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cluster 1 still to be seen at the anchorage. Hoping to profit by their disorder, he signalled "a general chase in that quarter,2 as well as for Rear-Admiral Rowley to leave the convoy; and as not more than fourteen or fifteen of the enemy's ships appeared to be in line, the signal was made for the ships to engage, and form as they could get up."3 It is clear from this not only that the ships were not in order, but also that they were to form under fire. Three ships, the Sultan, 74, the Prince of Wales, 74, and the Boyne, 70, in the order named, — the second carrying Barrington's flag, —were well ahead of the fleet (b). The direction prescribed for the attack, that of the clustered ships in the French rear, carried the British down on a south-south-west, or south by west, course; and as the enemy's van and centre were drawing out to the north-north-west, the two lines at that time resembled the legs of a "V," the point of which was the anchorage off Georgetown. Barrington's three ships therefore neared the French order gradually, and had to receive its fire for some time before they could reply, unless, by hauling to the wind, they diverged from the set course. This, and their isolation, made their loss very heavy. When they reached the rear of the French, the latter's column was tolerably formed, and Barrington's ships wore (w) in succession,— just as Harland's had done in Keppel's action,—to
1 Admiral Keppel, in his evidence before the Palliser Court, gave an interesting description of a similar scene, although the present writer is persuaded that he was narrating things as they seemed, rather than as they were — as at Grenada. "The French were forming their line exactly in the manner M. Conflans did when attacked by Admiral Hawke." (Keppel had been in that action.) "It is a manner peculiar to themselves; and to those who do not understand it, it appears like confusion. They draw out ship by ship from a cluster."
2 That is, towards the ships at anchor, — the enemy's rear as matters then were.
• Byron's Report. The italics are the author's.
follow on the other tack. In doing this, the Sultan kept away under the stern of the enemy's rearmost ship, to rake her; to avoid which the latter bore up. The Sultan thus lost time and ground, and Barrington took the lead, standing along the French line, from rear to van, and to windward.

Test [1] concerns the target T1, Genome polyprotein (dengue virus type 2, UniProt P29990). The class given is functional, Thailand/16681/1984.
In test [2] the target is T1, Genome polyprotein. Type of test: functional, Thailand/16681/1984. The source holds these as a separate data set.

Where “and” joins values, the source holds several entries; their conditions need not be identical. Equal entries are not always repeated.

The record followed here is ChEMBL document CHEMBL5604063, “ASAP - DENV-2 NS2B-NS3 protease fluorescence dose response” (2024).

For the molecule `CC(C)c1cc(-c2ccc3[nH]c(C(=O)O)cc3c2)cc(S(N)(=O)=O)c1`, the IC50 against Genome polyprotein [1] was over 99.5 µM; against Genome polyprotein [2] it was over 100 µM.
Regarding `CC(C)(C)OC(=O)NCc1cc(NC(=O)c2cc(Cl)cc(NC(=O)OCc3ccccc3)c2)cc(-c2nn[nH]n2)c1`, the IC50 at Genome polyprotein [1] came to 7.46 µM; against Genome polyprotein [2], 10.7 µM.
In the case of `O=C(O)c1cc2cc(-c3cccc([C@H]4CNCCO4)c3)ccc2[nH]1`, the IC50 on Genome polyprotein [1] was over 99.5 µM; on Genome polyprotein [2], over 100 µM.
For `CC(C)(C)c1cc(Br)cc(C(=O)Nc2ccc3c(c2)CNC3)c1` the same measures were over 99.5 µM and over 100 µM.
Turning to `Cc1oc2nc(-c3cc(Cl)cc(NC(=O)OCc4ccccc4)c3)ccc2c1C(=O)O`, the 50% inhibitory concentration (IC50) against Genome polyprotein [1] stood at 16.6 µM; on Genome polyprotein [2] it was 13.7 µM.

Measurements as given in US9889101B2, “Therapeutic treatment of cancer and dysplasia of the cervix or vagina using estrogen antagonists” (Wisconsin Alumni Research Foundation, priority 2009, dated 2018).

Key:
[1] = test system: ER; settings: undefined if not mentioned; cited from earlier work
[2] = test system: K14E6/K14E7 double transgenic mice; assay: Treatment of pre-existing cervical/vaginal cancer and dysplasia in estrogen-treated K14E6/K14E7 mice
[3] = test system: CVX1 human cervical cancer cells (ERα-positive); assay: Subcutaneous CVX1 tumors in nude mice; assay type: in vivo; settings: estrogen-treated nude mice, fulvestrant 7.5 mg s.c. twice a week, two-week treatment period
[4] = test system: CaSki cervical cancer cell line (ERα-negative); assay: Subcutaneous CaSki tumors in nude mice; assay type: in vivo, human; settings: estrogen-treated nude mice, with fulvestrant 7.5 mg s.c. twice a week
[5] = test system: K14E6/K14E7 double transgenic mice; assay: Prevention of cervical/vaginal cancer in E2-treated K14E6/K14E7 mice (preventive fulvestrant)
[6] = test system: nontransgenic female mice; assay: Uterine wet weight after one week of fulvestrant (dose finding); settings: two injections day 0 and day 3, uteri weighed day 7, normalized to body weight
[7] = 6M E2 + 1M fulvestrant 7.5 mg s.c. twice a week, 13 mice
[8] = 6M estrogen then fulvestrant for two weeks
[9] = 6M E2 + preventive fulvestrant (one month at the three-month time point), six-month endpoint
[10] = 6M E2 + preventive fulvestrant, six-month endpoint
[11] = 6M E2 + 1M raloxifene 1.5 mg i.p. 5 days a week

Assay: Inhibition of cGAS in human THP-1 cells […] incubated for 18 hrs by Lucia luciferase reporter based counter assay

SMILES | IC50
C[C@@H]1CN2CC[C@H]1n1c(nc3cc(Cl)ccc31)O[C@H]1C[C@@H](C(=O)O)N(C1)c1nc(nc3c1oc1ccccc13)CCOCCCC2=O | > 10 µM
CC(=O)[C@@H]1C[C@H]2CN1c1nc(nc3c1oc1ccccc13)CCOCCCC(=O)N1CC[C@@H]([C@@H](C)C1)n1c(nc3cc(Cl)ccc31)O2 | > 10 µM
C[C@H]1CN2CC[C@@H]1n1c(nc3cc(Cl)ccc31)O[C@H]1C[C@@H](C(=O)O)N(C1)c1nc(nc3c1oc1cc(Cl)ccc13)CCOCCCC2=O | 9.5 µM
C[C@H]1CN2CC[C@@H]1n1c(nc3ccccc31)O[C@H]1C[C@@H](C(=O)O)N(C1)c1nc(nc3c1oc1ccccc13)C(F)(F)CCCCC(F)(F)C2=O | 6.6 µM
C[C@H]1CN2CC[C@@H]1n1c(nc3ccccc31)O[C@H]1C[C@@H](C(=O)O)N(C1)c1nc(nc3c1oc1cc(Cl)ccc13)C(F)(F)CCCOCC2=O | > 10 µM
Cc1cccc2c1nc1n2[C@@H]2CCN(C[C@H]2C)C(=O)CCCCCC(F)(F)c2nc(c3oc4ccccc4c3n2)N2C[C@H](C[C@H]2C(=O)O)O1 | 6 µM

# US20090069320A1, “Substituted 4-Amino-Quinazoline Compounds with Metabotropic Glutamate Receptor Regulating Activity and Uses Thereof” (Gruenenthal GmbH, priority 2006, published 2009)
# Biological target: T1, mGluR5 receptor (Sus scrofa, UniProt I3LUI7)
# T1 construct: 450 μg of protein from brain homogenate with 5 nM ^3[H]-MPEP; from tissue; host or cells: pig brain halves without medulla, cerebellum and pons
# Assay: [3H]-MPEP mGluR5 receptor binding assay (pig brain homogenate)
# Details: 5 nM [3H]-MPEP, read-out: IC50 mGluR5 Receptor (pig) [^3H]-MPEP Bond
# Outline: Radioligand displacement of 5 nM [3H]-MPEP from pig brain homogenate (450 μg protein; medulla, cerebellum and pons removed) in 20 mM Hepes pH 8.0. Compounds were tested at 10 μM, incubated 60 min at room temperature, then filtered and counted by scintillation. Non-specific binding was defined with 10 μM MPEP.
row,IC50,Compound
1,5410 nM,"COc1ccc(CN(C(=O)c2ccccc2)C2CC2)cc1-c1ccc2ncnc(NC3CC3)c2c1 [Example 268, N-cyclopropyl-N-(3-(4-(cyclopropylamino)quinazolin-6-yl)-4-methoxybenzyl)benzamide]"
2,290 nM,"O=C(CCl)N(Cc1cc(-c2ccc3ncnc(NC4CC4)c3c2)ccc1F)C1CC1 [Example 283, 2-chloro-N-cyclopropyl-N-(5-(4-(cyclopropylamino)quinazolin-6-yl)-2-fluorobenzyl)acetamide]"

Meanwhile, the forming of the enemy had revealed to Byron for the first time, and to his dismay, that he had been deceived in thinking the French force inferior to his own. "However, the general chase was continued, and the signal made for close engagement." 1 The remainder of the ships stood down on the port tack, as the first three had done, and wore in the wake of the latter, whom they followed; but before reaching the point of wearing, three ships, "the Grafton, 74, the Cornwall, 74, and the Lion, 64 (c), happening to be to leeward,2 sustained the fire of the enemy's whole line, as it passed on the starboard tack." It seems clear that, having had the wind, during the night and now, and being in search of an enemy, it should not have "happened" that any ships should have been so far to leeward as to be unsupported. Captain Thomas White, R.N., writing as an advocate of Byron, says,3 "while the van was wearing . . . the sternmost ships were coming up under Rear-Admiral Hyde Parker. . . . Among these ships, the Cornwall and Lion, from being nearer the enemy than those about them (for the rear division had not then formed into line), drew upon themselves almost the whole of the enemy's fire." No words can show more clearly the disastrous, precipitate disorder in which this attack was conducted. The Grafton, White says, was similarly situated. In consequence, these three were so crippled, besides a heavy loss in men, that they dropped far to leeward and astern (c/ c"), when on the other tack. When the British ships in general had got round, and were